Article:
Accommodation in Japan is almost always of a high standard. Japan by Rail gives details of both Japanese and Western options as well as places for all budget levels.

It’s wise, though not essential, to book your first couple of nights’ accommodation before you arrive in Japan. However, if you are planning to visit places such as Kyoto in March/April (cherry blossom time) or October/November (autumn leaves) it is worth booking well in advance. Whenever you book it’s best to do so either through the relevant hotel/ryokan website or by email, clearly stating dates and room requests. Telephoning may be complicated and anyhow hoteliers much prefer to have your requirements in writing; places that don’t have email may prefer to receive a fax. Another option is to use an online booking agency (see box p69 in Japan by Rail). Always make sure you receive written confirmation and take that with you to show at check-in.

The city guides and, where relevant, route guides feature places to stay and contact details. Alternatively, see box p70 in Japan by Rail for details of the main hotel chains in Japan.

If you do turn up without a place to stay most tourist information centres have an accommodation list and some can make same-day reservations. Staff will also be able to tell you where the closest JTB (Japan Travel Bureau) office is as they can make reservations for the whole of Japan. If you book online through an agency payment may be taken immediately through your credit card, but if you book direct you probably won’t have to pay till you check-in – or leave. In general accommodation places in Japan still prefer payment in cash, though most upmarket places accept credit cards.

Check-in usually starts from 4pm and check-out is by 11am (10am in many business hotels); most places let you leave your luggage with them for free if you arrive or leave outside those times, so you don’t always have to fork out for a locker. Most ryokan and minshuku prefer, or even insist, that you reserve ahead, especially if you want meals.

Accessible Japan has useful information on places which offer specially adapted rooms for the disabled and also on sightseeing with a disability.


The cheapest places, particularly if you are on your own, tend to be hostels. The majority of hostels belong to Japan Youth Hostels, which is part of Hostelling International/YHA. which is part of Hostelling International, but there are also several backpacker hostel chains with branches in the main tourist cities – these are often more centrally located than JYH hostels. Many cities also have independent hostels.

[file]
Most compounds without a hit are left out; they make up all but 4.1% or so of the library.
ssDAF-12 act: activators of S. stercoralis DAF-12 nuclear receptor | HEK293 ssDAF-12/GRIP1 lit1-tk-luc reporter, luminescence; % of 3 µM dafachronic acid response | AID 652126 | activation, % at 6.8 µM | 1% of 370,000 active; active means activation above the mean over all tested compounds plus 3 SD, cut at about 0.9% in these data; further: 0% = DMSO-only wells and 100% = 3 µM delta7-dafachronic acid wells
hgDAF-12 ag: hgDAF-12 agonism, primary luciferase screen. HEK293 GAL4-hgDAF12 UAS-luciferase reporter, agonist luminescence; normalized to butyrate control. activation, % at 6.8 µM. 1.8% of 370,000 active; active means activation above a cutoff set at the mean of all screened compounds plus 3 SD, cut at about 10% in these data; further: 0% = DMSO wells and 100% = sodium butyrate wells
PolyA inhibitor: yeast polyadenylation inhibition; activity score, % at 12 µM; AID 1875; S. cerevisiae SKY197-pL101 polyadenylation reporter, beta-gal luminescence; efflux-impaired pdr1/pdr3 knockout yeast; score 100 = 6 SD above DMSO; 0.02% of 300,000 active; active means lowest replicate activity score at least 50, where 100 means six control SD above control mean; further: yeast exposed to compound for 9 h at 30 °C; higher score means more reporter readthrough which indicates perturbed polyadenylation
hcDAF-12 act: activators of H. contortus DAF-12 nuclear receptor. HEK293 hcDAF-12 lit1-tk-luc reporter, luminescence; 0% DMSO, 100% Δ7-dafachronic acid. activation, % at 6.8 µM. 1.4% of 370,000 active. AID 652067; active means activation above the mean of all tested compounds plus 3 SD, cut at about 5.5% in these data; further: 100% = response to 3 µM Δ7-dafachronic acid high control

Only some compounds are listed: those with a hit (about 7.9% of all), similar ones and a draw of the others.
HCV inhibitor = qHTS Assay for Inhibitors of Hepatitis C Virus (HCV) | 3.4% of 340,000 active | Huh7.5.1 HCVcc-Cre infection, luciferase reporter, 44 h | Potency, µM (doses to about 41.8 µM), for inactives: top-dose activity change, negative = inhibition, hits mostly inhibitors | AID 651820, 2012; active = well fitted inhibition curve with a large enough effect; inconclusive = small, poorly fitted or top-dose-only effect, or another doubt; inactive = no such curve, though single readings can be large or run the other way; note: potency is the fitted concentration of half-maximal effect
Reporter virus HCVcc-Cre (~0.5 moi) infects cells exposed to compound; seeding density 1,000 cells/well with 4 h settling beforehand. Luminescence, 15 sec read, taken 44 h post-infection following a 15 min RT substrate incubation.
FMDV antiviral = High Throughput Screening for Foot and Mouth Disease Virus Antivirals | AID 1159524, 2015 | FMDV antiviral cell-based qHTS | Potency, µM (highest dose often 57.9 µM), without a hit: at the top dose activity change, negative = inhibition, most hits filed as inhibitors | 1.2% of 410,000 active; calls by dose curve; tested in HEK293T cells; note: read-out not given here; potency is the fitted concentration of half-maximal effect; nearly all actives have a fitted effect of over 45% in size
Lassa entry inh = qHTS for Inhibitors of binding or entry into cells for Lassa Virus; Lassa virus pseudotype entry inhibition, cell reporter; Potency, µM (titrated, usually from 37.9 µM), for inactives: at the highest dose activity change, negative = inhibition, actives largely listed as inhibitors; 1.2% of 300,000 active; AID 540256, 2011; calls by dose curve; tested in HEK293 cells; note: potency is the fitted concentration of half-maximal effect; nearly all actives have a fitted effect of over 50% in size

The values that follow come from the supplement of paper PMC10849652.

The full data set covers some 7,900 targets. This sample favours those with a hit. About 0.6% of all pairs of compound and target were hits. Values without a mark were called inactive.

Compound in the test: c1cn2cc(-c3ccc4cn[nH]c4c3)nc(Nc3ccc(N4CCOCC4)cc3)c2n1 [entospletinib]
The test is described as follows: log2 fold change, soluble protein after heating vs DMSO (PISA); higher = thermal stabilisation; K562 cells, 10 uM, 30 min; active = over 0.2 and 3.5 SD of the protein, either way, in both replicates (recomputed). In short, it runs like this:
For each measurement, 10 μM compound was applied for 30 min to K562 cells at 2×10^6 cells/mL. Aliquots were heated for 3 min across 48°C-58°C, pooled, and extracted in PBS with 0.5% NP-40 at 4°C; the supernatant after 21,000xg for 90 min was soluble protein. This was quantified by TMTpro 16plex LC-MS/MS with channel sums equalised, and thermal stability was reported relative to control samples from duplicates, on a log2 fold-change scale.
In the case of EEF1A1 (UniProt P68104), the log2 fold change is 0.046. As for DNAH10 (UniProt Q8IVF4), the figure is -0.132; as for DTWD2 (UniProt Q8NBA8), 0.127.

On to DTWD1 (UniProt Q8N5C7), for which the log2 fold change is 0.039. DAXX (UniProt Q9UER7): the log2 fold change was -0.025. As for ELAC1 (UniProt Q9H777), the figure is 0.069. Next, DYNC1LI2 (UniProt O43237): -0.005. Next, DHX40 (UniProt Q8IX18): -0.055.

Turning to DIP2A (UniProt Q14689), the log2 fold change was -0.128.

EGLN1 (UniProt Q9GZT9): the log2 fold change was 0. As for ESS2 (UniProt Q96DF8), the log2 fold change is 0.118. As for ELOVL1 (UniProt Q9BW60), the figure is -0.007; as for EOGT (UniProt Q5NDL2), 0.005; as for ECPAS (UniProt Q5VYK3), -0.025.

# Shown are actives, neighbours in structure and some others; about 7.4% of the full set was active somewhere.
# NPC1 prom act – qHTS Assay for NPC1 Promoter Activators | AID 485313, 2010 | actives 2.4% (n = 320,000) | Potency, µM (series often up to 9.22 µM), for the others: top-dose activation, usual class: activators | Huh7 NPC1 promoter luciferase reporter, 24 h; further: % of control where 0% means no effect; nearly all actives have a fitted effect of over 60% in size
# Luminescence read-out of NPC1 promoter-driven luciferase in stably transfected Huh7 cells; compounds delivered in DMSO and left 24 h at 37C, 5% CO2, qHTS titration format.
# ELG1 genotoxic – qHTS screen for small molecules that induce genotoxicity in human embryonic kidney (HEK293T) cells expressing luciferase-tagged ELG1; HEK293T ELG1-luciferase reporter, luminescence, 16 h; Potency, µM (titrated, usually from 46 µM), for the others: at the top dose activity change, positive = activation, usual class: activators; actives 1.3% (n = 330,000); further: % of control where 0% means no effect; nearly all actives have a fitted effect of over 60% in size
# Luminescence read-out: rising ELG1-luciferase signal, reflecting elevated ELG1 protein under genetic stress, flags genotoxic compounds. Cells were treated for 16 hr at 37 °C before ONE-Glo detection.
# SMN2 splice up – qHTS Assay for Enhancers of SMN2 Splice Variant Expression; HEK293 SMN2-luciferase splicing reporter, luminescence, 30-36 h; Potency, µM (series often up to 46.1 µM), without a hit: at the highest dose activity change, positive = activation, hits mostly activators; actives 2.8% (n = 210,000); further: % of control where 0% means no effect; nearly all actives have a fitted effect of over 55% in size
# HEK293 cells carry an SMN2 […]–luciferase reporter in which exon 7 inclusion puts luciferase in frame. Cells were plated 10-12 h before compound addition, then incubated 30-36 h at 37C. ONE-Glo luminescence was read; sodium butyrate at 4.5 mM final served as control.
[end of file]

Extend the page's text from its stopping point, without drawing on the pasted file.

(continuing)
All hostels provide mixed and/or single sex dormitory accommodation (from ¥3500pp); most now also offer private rooms (from ¥5500pp) some with en suite facilities. Most JYH hostels provide breakfast (from ¥760) and an evening meal (about ¥1260). A few JYH hostels accept members only but if not already a YHA/HI member you should be able to join (¥1500) on the spot; non-members may have to pay about ¥600 extra per night so bring your card if you are a member. It’s particularly wise to make a booking for rural JYH hostels especially if you want meals included. However, if there are two or more of you it may be as cheap to stay in a budget business hotel.

Temple lodgings

Some temples accept paying guests, offering an excellent insight into Japanese culture and a chance to eat shojin ryori (vegetarian cuisine that originated in Zen temples). At most it is possible to join early morning prayers or participate in a session of Zen meditation with resident monks. Koya-san (see pp160-1) is probably the best known and it has many options, but also consider Fukui (p197), Nagano (p210), Takayama (p224), and Dewa Sanzan (p349). 

       Several temples, such as Eihei-ji (Fukui) and Eko-in (Koya-san), also offer Zen meditation.

Minshuku and pensions

Minshuku supper
Supper at a minshuku – a range of dishes is always served. (© Japan by Rail)

Minshuku are small, family-run inns and rooms are Japanese style (futon on tatami-mat flooring). A towel, and yukata, are usually provided but few have en suite facilities; instead there will be common single-sex baths and separate toilets/basins. Meals are eaten at set times (usually 6 or 6.30pm for supper and about 7.30am for breakfast). Invariably the food is Japanese, so be prepared for (raw) egg, fish and miso soup at breakfast! However, many minshuku in touristy areas also offer a Western breakfast.